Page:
JavaScript frameworks like Angular, React, Ember, or Backbone make a lot of decisions for you to solve common app development problems. Predix UI, and the technology it’s built on, is not a framework. It’s set of small pieces that can fit into the framework your team chooses to build with.

Predix UI components can be dropped into Angular 2 applications alongside Angular components.

Already invested in a complex Angular codebase? Our px-vis charting components—just like all the others—can be dropped right into an existing Angular application. Just pass in some data and register event listeners to get updates when users interact with the chart. (We’d recommend Angular 2+ for the best performance. Here’s a great video from the Google team that will walk you through the data-binding and event handling specifics.)

Predix UI components are a natural fit in React applications. Their attributes-in-events-out data model makes it easy to manage state.

Like the way React and its ecosystem simplify state management? The px-map components can easily fit into a React codebase, along with the rest of Predix UI. Web components are a natural complement to React’s focus on separating apps into easy-to-maintain chunks. (Try the react-polymer library to help cut down on boilerplate when mixing Predix UI into React.)

We use Polymer, a tiny but powerful helper library that stays out of the way

Predix UI components are built with Polymer, a small JavaScript library that simplifies the process of creating and extending web components. Polymer provides a lightweight data system, a bit of data-binding syntax sugar, and some nice templating features that are usually needed when building web components.

Polymer isn’t a traditional JavaScript framework — it works alongside and within other frameworks to create a richer API for interacting with components. If you’re using Predix UI components inside another framework, you don’t really need to know what Polymer is or what it does. That’s just an implementation detail. All you need to know are the attribute, property, and event APIs necessary to use the component.

If you don’t know which framework to choose, use our starter kit

Not sure what framework to use? Start with our Polymer-based predix-webapp-starter.

You don’t have to use Polymer like a framework. But you can. And we recommend it. Google’s Polymer team has created a bunch of useful components to solve problems like routing, session storage, and state management that are usually baked into frameworks. The easiest way to start building a new app with Predix UI components and Google’s app helpers is to use the predix-webapp-starter. It takes the building blocks Polymer provides and turns them into a simple, speedy web app framework that looks and works a bit like Angular.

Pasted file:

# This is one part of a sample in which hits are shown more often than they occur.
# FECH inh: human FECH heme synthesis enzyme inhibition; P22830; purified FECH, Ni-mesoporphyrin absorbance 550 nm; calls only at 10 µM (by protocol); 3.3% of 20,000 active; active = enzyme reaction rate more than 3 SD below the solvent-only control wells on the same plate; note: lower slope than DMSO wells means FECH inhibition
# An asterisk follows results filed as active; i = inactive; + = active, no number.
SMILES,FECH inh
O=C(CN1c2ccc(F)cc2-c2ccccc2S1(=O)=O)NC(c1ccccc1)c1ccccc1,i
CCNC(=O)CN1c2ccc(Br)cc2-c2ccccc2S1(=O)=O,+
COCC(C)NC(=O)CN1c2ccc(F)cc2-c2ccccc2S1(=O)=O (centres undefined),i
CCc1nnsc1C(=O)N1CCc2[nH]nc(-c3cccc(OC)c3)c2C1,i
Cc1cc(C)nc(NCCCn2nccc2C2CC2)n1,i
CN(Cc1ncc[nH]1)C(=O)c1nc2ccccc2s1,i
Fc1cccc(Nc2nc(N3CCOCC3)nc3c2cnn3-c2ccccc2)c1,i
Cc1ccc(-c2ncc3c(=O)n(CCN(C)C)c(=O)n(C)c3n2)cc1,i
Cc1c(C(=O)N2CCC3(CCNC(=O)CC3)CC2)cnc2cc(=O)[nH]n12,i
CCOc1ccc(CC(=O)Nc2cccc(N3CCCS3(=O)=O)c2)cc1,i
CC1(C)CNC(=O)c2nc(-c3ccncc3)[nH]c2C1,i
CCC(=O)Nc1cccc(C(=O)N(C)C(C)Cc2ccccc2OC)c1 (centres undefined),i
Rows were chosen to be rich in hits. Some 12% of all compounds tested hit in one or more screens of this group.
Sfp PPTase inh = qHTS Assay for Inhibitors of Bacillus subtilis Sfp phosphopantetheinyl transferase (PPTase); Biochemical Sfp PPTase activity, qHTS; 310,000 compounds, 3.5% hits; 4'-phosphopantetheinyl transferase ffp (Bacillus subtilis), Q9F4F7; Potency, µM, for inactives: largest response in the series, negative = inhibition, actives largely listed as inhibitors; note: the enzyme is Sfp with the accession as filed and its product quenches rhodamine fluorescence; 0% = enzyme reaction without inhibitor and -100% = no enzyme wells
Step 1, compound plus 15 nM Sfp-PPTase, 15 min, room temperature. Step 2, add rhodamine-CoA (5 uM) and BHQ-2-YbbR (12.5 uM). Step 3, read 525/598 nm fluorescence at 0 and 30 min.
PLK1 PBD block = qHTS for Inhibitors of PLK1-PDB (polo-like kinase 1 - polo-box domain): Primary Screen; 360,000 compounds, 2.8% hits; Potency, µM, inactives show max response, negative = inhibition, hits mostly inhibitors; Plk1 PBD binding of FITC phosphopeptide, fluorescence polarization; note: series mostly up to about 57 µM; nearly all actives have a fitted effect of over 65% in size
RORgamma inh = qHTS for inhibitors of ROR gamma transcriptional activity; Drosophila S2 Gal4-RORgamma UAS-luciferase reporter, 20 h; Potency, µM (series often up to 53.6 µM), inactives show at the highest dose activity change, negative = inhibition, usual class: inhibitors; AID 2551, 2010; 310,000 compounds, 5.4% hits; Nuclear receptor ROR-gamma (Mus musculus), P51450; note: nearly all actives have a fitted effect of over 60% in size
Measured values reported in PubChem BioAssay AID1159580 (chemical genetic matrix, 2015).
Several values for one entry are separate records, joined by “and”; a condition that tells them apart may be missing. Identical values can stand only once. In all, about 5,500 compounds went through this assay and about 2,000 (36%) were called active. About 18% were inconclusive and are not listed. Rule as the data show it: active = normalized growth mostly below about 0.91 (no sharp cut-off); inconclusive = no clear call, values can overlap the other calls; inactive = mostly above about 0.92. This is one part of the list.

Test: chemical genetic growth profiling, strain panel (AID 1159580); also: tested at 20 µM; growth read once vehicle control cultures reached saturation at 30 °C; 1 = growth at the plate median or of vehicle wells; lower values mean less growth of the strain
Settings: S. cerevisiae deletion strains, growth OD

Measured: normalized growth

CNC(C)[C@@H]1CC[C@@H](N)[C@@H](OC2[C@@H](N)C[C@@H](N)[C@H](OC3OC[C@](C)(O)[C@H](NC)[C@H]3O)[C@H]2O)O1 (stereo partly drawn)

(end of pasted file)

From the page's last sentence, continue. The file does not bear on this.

The starter also comes with all the nice things you’ll need to build and deploy an app on the Predix platform:

  • a node.js microapp that helps you connect with Predix platform backend services like the Timeseries Service and Asset Service
  • a set of gulp tasks you can run on the command line to serve your app during development and build it for production
  • a lazy-loading progressive web app architecture that ensures your app loads quickly even on slow internet connections

You pick your path. Predix UI components will be there to make it an easy one.

Use Predix UI components inside Angular apps, React apps, or Polymer-as-a-framework apps. Or use them inside a new framework that was just invented. Web components are part of the web platform.

If you don’t have an existing codebase and you’re not sure where to start, try the predix-webapp-starter. It will give you a huge leg up in deploying a web app on the Predix platform.

If you’ve already invested in a bunch of code in another framework, or if you have specific requirements that would be better served by Angular or React or something else, Predix UI is still here to help you. Jump over to our documentation site and start using the Predix UI components to speed up your work.